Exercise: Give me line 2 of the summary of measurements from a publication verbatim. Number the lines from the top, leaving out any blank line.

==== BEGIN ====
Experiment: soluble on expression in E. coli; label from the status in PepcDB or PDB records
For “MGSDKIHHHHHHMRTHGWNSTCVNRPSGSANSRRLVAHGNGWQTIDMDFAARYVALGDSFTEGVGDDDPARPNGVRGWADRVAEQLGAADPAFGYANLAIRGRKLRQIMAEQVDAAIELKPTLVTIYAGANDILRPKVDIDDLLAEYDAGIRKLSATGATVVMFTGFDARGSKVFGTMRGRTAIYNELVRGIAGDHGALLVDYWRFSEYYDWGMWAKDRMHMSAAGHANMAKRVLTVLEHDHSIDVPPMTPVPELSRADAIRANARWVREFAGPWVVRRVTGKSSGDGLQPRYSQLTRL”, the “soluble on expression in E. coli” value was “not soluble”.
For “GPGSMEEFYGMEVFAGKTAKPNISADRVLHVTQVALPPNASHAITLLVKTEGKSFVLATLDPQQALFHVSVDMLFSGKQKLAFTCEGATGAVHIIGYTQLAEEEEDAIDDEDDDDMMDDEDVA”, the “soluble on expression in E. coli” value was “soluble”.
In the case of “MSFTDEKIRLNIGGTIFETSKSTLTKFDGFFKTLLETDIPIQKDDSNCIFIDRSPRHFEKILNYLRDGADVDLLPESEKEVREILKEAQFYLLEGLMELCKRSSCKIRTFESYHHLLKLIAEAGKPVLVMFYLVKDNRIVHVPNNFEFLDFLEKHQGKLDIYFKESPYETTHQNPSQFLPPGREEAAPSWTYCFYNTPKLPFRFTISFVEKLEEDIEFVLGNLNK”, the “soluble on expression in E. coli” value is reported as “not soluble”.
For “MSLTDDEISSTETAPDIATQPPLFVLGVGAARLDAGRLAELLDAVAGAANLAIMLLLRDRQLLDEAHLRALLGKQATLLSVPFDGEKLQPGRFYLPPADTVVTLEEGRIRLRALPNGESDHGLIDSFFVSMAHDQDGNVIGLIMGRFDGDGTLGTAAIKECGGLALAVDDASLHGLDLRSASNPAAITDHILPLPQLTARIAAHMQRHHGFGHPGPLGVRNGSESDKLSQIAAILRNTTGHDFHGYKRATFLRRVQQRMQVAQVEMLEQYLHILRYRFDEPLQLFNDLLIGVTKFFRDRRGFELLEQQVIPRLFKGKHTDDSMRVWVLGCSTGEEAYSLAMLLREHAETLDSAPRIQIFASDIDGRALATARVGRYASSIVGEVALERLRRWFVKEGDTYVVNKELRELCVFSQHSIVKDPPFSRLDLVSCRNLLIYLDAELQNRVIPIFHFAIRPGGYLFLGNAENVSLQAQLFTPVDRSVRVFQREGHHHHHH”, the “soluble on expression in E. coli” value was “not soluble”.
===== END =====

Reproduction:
For “MGSDKIHHHHHHMRTHGWNSTCVNRPSGSANSRRLVAHGNGWQTIDMDFAARYVALGDSFTEGVGDDDPARPNGVRGWADRVAEQLGAADPAFGYANLAIRGRKLRQIMAEQVDAAIELKPTLVTIYAGANDILRPKVDIDDLLAEYDAGIRKLSATGATVVMFTGFDARGSKVFGTMRGRTAIYNELVRGIAGDHGALLVDYWRFSEYYDWGMWAKDRMHMSAAGHANMAKRVLTVLEHDHSIDVPPMTPVPELSRADAIRANARWVREFAGPWVVRRVTGKSSGDGLQPRYSQLTRL”, the “soluble on expression in E. coli” value was “not soluble”.